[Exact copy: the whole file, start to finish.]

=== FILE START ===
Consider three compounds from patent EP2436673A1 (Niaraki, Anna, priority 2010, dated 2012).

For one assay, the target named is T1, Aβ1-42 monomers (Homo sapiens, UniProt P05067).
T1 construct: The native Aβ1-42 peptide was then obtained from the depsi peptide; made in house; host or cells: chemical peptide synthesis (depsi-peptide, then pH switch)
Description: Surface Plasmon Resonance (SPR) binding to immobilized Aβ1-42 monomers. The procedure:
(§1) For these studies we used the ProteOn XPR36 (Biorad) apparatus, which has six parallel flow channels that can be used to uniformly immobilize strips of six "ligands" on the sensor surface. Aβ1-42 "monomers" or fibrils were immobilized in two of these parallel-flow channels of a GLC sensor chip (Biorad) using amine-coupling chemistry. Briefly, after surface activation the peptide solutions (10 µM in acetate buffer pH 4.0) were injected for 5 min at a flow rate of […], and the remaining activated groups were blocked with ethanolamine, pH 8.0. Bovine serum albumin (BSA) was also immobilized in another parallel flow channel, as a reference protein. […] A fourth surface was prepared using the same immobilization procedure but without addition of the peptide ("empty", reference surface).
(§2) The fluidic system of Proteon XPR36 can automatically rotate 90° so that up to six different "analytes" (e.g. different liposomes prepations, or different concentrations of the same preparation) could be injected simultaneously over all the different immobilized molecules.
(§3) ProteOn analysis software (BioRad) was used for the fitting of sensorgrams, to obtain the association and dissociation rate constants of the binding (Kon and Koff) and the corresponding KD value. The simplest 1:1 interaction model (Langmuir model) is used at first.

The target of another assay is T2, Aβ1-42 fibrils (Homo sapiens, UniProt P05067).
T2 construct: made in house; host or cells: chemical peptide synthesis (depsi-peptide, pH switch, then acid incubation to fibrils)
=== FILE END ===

Consider three compounds from patent EP2436673A1 (Niaraki, Anna, priority 2010, dated 2012).

For one assay, the target named is T1, Aβ1-42 monomers (Homo sapiens, UniProt P05067).
T1 construct: The native Aβ1-42 peptide was then obtained from the depsi peptide; made in house; host or cells: chemical peptide synthesis (depsi-peptide, then pH switch)
Description: Surface Plasmon Resonance (SPR) binding to immobilized Aβ1-42 monomers. The procedure:
(§1) For these studies we used the ProteOn XPR36 (Biorad) apparatus, which has six parallel flow channels that can be used to uniformly immobilize strips of six "ligands" on the sensor surface. Aβ1-42 "monomers" or fibrils were immobilized in two of these parallel-flow channels of a GLC sensor chip (Biorad) using amine-coupling chemistry. Briefly, after surface activation the peptide solutions (10 µM in acetate buffer pH 4.0) were injected for 5 min at a flow rate of […], and the remaining activated groups were blocked with ethanolamine, pH 8.0. Bovine serum albumin (BSA) was also immobilized in another parallel flow channel, as a reference protein. […] A fourth surface was prepared using the same immobilization procedure but without addition of the peptide ("empty", reference surface).
(§2) The fluidic system of Proteon XPR36 can automatically rotate 90° so that up to six different "analytes" (e.g. different liposomes prepations, or different concentrations of the same preparation) could be injected simultaneously over all the different immobilized molecules.
(§3) ProteOn analysis software (BioRad) was used for the fitting of sensorgrams, to obtain the association and dissociation rate constants of the binding (Kon and Koff) and the corresponding KD value. The simplest 1:1 interaction model (Langmuir model) is used at first.

The target of another assay is T2, Aβ1-42 fibrils (Homo sapiens, UniProt P05067).
T2 construct: made in house; host or cells: chemical peptide synthesis (depsi-peptide, pH switch, then acid incubation to fibrils)